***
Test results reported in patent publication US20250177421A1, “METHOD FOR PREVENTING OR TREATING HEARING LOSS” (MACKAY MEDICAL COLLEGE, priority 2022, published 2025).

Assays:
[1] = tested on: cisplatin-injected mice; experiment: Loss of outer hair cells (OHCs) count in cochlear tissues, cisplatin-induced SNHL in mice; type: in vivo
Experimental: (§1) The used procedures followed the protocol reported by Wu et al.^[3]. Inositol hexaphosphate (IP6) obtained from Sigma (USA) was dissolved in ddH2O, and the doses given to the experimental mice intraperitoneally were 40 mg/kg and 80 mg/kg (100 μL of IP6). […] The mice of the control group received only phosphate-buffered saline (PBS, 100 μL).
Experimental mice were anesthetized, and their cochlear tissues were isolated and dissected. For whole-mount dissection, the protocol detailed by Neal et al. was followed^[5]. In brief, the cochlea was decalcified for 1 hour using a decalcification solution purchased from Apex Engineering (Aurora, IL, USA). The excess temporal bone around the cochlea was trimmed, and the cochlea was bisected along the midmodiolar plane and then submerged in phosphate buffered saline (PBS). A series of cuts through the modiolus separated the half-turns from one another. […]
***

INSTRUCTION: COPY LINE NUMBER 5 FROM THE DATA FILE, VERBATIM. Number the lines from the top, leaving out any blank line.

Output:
Experimental mice were anesthetized, and their cochlear tissues were isolated and dissected. For whole-mount dissection, the protocol detailed by Neal et al. was followed^[5]. In brief, the cochlea was decalcified for 1 hour using a decalcification solution purchased from Apex Engineering (Aurora, IL, USA). The excess temporal bone around the cochlea was trimmed, and the cochlea was bisected along the midmodiolar plane and then submerged in phosphate buffered saline (PBS). A series of cuts through the modiolus separated the half-turns from one another. […]